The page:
Here's a pro tip for Rome travelers: Take the evening tour, duck out of your tour a bit early to see the Sistine Chapel and go back through the museum on your own when it's nearly empty. Dan and I did this power move, which allowed us to see Egyptian artifacts and ancient maps without hundreds of humans and their GoPros in our way. It was also nice to view Michelangelo's Sistine Chapel, and then go back and see the muscular Belvedere statue that inspired many of its figures.
Thanks to a few-year ceiling cleaning job recently, the Sistine Chapel looks pristine. The expensive blue paint that Michelangelo used is as vibrant as it looked hundreds of years ago (as far as I know). It makes it easy to see the pettiest art diss in the world: Michelangelo painted his critic Biagio da Cesena in hell, with donkey ears and a snake eating his genitals. Nice.
We toured some rooms of Raphael's paintings and looked at the picture of Michelangelo that Raph added last-minute to one of his paintings upon marveling at Michelangelo's Sistine Chapel masterpiece, before getting kicked out of the museum.
I spent a lot of time staring at the oculus and on the light circle made from the opening at the top of the Pantheon. How is this thing still standing?! It was built thousands of years ago!
Well, part of the answer is because there's been some restoration. And, also, potentially because there's some volcanic ash in the concrete mix?
We saw Rafael's grave and also the grave of Queen Margherita of Savoy, who supposedly is the namesake for the pizza.
We went back to Roscioli for a late dinner that included more mozzarella cheese, more white truffle and more meat and pasta. Dan joked that the "dishwashers have an easy job here." We didn't leave a crumb behind.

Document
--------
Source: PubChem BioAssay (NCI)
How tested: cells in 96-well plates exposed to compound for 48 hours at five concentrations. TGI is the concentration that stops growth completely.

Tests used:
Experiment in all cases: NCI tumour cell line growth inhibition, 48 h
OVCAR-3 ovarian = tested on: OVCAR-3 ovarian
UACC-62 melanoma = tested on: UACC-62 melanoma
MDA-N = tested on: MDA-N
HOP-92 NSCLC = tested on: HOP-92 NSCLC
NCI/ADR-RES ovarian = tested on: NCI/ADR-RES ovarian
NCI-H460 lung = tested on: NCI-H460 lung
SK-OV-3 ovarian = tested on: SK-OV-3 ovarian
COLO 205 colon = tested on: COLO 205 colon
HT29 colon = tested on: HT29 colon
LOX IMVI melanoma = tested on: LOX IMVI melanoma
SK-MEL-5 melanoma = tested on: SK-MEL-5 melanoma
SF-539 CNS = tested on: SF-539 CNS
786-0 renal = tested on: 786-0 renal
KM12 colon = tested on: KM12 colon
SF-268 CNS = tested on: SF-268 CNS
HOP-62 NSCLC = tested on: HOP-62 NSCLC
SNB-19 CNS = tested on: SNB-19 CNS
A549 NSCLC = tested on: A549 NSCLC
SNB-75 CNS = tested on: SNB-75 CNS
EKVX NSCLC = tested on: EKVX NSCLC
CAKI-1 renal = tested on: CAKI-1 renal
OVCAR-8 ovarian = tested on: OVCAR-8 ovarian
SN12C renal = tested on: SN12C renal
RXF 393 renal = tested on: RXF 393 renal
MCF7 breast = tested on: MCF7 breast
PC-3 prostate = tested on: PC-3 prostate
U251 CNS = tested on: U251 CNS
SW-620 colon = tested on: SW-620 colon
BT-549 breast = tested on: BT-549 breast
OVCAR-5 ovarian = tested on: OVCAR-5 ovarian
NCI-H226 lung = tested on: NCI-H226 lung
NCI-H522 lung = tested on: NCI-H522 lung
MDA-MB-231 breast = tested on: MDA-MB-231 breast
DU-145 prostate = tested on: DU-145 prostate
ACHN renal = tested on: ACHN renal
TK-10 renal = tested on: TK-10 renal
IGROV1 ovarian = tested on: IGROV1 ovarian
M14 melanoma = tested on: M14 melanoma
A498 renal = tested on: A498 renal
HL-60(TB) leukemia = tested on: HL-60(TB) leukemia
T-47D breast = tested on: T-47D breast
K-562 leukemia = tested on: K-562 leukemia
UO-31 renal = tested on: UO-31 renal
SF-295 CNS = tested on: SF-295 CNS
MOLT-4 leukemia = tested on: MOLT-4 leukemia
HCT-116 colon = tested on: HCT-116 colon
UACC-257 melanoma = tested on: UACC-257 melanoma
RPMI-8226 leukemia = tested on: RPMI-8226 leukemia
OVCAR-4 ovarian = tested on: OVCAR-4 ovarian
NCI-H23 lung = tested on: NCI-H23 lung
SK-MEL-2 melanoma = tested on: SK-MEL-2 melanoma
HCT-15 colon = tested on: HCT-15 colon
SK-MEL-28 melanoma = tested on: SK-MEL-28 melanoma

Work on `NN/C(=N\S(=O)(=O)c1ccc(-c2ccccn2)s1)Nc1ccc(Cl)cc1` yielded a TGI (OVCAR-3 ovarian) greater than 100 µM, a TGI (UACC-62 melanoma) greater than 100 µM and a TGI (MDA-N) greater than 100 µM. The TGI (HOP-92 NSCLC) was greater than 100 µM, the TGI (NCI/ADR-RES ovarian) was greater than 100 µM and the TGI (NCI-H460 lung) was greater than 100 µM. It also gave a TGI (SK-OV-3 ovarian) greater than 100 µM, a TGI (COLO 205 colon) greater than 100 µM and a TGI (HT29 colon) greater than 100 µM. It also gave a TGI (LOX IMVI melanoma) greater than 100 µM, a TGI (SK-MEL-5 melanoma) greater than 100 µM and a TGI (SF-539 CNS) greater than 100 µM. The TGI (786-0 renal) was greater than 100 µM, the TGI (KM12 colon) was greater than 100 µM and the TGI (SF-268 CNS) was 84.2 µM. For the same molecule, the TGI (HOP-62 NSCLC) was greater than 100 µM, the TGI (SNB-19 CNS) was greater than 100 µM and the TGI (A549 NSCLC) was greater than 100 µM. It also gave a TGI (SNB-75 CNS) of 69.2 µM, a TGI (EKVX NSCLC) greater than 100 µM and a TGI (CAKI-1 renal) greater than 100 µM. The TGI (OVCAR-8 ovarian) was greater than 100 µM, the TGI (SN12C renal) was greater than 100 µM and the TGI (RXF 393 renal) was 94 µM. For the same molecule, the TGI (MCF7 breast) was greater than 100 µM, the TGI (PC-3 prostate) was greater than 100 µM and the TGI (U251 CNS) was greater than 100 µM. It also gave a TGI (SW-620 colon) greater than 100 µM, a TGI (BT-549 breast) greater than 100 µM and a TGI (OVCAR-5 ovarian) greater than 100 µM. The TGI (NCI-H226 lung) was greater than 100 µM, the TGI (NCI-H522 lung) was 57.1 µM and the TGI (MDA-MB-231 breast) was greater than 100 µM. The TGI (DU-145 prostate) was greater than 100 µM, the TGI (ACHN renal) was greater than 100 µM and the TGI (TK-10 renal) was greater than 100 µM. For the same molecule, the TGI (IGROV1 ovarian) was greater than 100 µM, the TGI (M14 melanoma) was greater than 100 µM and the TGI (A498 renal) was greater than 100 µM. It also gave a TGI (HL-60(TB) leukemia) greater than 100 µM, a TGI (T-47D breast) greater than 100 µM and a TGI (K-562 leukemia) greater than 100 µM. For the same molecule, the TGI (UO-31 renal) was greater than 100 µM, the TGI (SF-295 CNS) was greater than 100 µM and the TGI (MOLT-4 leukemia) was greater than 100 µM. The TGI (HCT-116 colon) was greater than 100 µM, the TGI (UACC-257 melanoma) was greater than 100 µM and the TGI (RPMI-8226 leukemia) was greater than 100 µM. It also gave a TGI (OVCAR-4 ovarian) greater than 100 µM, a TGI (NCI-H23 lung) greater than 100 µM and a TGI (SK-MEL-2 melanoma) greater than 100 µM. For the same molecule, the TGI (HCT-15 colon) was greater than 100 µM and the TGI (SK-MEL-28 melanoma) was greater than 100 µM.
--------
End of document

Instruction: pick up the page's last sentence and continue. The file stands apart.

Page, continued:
We also got a T-bone steak and wild boar tagliatelle at ll Ciak, the restaurant whose super tender meat comes from Tuscany and whose one server is a professional jetskiier that Dan has followed on Instagram since studying abroad. The jetskiier is actually coming to LA in a week and wants us to take him out on a proper American Halloween adventure. The meat was amazing, so OK fine. It was so good that we (mostly me) felt it necessary to lift up the bone and bite it like an animal. Classy? No. Fun and carnivorous? Totally.
That was our last Roman meal.
Do you ever see people wearing plain white T-shirts with "Levi's" written across the front? I saw a number of coordinating couples wearing that same logo shirt. Odd, right?
I also saw plenty of people wearing shirts with English phrases. None of those shirt-wearers were speaking English.
It's funny that typical cocktails are called "long drinks" when translated on a menu. But I haven't seen any "short drinks." I like the "long drink" name. I guess it could be used to describe any of my beverages.
The employees in the Italian airport are rude. Maybe it's because there is just one tiny smoking hot box inside with a long line so people can't get many cig breaks.
Pepto Bismal is the best. By the end of our trip, I was singing, thanking the Pepto angels for their beautiful pink gift to me.
The Jews who were made to live in a ghetto in Rome don't speak Yiddish, but their own combo of Hebrew and Italian. Dan and I now sort of have our own Yiddish-esque language, too. Apologies in advance for sounding like a Minion.
Dan and I walked, in our new Nikes, 85.6 miles. My knee and his "toe bone" were aching by the weekend. Feeling better now, though!
It's not even 7:30pm in LA right now but it feels like SO MUCH LATER. I must go to sleep.